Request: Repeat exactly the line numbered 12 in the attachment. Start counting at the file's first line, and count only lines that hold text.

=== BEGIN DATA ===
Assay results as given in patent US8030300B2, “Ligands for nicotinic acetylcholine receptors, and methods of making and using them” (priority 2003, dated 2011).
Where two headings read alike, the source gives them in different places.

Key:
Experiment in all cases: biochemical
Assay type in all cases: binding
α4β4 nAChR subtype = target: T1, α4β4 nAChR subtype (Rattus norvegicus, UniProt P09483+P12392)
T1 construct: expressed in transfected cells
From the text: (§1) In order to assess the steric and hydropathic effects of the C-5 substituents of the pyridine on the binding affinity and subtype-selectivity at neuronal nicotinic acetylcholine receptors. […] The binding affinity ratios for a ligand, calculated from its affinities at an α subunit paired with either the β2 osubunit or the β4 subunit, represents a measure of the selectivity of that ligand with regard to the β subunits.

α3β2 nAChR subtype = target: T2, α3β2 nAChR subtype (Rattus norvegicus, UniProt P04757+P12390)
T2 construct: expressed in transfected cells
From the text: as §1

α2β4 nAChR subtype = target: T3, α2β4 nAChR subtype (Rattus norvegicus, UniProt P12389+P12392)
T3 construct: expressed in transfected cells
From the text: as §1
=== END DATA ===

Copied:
α2β4 nAChR subtype = target: T3, α2β4 nAChR subtype (Rattus norvegicus, UniProt P12389+P12392)